An early list of Calderon's «Comedias»
Edward Meryon Wilson
Emmanuel College, Cambridge
Scholars are already acquainted with the list of Calderón's plays submitted to the Duque de Veragua, with an accompanying letter, dated July 24, 1680, by Calderón himself. This was first printed by Don Gaspar Agustín de Lara in the Obelisco fúnebre of 1684; there is a manuscript copy in the Biblioteca Nacional at Madrid, and it has since been reprinted by Hartzenbusch and Astrana Marín1. Before Lara's book was published another list had already appeared in Don Juan de Vera Tassis y Villarroel's edition of Calderón's Verdadera quinta parte of 1682. Vera revised and slightly expanded this list in later partes edited by him, the last of which was the Novena parte of 1691. No one has doubted the authenticity of the Veragua list, but I have one slight doubt about it. It records as genuine the two autos sacramentales -El Cordero de Isaías and La Divina Filotea- performed (after the poet's death) at the Corpus celebrations of 1681. Calderón had not completed the composition of La Divina Filotea when he died on May 25, 1681, and consequently Don Melchor de León wrote the last portion of it in time for the performance at Corpus Christi2. Therefore someone -perhaps Veragua or Lara- added at least these items to the Veragua list sometime between 1681 and 1684. Its authority remains considerable, but it is not absolute. That of the Vera Tassis list is obviously less authoritative, but it has in fact determined the canon of Calderón's comedias for nearly three centuries.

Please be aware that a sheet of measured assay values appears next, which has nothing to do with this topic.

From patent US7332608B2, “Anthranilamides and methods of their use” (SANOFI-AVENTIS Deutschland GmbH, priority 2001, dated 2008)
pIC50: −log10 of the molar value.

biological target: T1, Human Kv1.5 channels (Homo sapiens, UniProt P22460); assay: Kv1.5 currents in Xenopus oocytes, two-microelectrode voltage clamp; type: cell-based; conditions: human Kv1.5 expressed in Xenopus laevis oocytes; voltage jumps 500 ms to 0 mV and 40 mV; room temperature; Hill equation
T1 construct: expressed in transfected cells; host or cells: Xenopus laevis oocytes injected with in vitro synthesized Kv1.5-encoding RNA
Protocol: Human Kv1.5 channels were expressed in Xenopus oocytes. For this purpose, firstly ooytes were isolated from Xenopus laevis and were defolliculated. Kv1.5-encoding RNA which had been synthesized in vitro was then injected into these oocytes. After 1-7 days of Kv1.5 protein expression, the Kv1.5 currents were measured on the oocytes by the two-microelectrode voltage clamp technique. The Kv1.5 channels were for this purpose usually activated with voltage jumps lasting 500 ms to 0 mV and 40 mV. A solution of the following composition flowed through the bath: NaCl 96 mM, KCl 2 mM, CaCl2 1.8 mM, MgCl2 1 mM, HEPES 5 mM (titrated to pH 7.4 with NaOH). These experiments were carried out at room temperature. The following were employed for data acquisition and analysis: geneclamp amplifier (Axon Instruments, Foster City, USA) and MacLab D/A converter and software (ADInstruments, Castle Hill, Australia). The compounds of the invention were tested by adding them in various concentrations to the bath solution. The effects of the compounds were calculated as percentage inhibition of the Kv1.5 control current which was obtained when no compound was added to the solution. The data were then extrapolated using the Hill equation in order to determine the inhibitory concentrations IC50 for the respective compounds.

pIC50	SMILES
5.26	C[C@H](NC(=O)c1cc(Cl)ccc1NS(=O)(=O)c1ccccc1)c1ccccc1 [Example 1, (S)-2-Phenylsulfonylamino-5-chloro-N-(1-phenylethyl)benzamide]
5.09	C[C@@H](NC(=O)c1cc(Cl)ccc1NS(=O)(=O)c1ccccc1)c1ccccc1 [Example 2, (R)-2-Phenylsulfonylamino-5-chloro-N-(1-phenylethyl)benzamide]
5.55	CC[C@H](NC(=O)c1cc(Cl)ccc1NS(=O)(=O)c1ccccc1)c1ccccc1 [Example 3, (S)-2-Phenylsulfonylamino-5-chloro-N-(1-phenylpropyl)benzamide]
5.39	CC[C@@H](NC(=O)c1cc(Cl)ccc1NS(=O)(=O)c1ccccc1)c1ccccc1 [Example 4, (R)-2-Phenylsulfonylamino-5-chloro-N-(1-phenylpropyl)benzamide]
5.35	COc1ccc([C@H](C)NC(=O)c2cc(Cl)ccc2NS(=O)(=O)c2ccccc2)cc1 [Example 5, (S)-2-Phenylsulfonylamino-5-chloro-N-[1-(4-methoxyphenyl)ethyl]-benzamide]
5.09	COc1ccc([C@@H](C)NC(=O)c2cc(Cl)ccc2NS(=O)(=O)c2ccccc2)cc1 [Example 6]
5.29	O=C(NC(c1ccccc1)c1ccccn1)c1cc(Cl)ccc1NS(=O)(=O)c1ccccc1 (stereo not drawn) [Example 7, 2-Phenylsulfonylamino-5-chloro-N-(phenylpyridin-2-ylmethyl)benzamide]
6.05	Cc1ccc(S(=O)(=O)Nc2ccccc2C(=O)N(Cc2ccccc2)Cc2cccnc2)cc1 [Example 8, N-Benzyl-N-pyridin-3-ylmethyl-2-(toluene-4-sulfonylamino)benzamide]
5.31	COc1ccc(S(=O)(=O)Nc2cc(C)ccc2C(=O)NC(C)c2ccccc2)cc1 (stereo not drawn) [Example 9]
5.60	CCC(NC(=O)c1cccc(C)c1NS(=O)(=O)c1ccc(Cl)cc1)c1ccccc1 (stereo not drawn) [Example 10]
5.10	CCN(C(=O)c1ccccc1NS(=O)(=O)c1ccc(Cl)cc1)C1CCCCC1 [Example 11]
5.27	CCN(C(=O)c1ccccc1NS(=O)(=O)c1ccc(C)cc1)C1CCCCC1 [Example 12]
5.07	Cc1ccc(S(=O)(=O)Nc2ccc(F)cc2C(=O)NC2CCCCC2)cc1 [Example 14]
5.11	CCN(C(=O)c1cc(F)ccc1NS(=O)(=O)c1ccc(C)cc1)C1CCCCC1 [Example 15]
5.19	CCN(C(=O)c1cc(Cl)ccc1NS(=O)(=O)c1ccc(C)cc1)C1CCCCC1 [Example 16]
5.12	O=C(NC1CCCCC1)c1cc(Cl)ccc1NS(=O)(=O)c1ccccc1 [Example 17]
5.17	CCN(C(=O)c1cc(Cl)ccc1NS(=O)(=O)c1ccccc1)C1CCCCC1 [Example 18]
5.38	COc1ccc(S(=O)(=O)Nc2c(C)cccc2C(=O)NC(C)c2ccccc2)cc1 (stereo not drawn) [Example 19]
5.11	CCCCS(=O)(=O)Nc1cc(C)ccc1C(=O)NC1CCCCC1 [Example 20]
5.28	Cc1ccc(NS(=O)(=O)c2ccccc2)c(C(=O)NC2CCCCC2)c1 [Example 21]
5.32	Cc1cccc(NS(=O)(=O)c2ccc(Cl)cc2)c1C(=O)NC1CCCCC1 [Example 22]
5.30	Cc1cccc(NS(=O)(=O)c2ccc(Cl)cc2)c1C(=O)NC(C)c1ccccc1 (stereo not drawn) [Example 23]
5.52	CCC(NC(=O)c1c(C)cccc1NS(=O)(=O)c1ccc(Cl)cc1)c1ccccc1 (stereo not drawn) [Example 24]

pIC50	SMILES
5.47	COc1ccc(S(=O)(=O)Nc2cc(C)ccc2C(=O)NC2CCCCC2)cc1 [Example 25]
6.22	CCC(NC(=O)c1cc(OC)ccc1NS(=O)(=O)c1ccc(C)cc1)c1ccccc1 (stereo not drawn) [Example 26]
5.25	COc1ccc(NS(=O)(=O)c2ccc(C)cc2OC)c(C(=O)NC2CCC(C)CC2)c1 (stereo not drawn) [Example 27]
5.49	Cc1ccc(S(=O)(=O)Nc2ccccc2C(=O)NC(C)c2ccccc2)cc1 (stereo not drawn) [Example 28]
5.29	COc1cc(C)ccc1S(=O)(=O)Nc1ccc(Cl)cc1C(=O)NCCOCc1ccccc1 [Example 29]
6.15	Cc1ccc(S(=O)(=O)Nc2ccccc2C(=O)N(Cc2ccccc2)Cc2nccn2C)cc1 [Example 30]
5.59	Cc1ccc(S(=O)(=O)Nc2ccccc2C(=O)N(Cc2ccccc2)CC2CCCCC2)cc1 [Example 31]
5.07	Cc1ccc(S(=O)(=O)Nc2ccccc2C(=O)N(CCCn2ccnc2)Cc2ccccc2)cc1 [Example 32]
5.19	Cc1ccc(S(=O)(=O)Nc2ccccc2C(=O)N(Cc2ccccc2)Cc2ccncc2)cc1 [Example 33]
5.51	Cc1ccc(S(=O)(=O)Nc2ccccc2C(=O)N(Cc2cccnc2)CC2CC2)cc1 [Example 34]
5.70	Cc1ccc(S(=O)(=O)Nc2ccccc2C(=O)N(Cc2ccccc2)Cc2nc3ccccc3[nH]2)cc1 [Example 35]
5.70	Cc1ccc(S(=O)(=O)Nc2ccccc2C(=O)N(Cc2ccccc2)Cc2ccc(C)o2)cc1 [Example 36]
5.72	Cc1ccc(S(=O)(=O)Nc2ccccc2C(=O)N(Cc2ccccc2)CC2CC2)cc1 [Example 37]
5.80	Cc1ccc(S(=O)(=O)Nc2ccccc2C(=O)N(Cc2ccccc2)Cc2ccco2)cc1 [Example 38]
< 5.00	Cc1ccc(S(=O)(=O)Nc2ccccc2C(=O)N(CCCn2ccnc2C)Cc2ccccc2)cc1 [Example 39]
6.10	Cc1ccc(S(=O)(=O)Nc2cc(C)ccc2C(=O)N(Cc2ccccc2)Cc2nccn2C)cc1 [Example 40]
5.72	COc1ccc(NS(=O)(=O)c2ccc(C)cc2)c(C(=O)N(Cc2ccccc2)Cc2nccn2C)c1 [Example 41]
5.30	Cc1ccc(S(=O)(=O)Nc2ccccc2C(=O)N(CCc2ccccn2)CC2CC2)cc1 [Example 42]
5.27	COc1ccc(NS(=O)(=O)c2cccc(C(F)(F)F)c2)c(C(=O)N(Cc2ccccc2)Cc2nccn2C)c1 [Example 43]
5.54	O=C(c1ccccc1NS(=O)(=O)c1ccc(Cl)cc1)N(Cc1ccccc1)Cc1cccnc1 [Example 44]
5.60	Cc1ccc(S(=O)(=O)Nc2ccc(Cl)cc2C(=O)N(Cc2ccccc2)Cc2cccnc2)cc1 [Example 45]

The card index in the Manuscripts Room of the Biblioteca Nacional records an eighteenth-century copy of what must be a still earlier list, compiled by Calderón himself by royal command and presented to Charles II of Spain by a Don Francisco Marañón. It appears on four pages of MS 10.838, fols. 288r-290r. The first page is headed: Memoria de las Comedias que escriuio Dn Pedro Calderon de la Barca la qual hizo p[o]r man[da]do del Rey n[uest]ro S[eño]r D. Carlos 2 y las lleuo Don F[rancis]co Marañon a su M[ajesta]d». The list fills the page in two columns and is continued on the verso. At the foot of the verso right-hand column is the legend: «En la 5 Parte de Comedias Impressas de Dn Pedro se le atribuyen tres que no lo son», followed by the three titles in question. On 289r we find: «Memoria de los Autos Sacramentales que escriuio el S[eño]r D. Pedro Calderon de la Barca». It also is in two columns that fill the page. On 290r is another heading: «Comedias sueltas que no están en ninguna de las 5 partes de Don Pedro Calderon». It consists of twenty-one titles in one column.